“Millions of years ago, evolution turned tiny microbes into multicellular plants, animals, and humans. Now, evolution is turning them into something equally remarkable: environmentalists.
So finds a new study from researchers at Sweden’s Chalmers University of Technology.1 Published this month in the scientific journal mBIO, it found plastic waste is giving rise to a growing number of microbes that produce pollution-fighting enzymes. The enzymes, which can degrade various types of plastic, appear to be evolving in direct response to the accumulation of plastic pollution, the quantity of which has increased from approximately 2 million tons per year 70 years ago to approximately 380 million tons per year today.1
“We found multiple lines of evidence supporting the fact that the global microbiome’s plastic-degrading potential correlates strongly with measurements of environmental plastic pollution — a significant demonstration of how the environment is responding to the pressures we are placing on it,” Aleksej Zelezniak, associate professor of systems biology at the Chalmers University of Technology, said in a news release.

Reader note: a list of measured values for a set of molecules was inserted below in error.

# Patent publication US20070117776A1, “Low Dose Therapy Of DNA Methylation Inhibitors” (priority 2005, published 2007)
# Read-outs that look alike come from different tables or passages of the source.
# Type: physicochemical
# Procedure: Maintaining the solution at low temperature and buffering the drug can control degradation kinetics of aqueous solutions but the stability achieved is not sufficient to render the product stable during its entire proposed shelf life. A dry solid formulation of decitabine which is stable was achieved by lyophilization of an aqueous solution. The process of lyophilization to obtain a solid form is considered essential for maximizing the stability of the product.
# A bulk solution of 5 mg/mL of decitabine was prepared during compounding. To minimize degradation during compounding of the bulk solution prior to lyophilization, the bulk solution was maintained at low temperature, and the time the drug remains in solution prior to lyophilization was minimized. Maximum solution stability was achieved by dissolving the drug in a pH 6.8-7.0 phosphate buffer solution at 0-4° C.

To arrive at their conclusion, Zelezniak and his colleagues compiled a dataset of 95 microbial enzymes already known to degrade plastic, which are typically produced by bacteria in garbage dumps and other plastic dumping grounds. They then collected samples of environmental DNA from hundreds of locations across the globe, both on land and at sea, and used computer modeling to search for similar “plastic-eating” enzymes. Because no plastic-degrading enzymes have been discovered in humans, despite concerns about the ingestion of microplastics, they used samples of the internal human microbiome as a control for false positives. In total, they identified approximately 30,000 enzymes with the ability to degrade 10 major commercial plastics.1
Nearly 60% of the identified enzymes were new to researchers, and environmental samples with the largest concentrations of enzymes were from highly polluted areas like the Mediterranean Sea and the South Pacific Ocean. Plus, more of the enzymes found on land were able to degrade plastic additives commonly found in soil, such as phthalates, which often leak during plastic production, disposal, and recycling. Among the ocean samples, meanwhile, enzymes were most prevalent at lower ocean depths, where microplastics accumulate in large quantities…..”
View the whole story here: https://www.treehugger.com/study-microbes-evolving-eat-plastic-pollution-5213822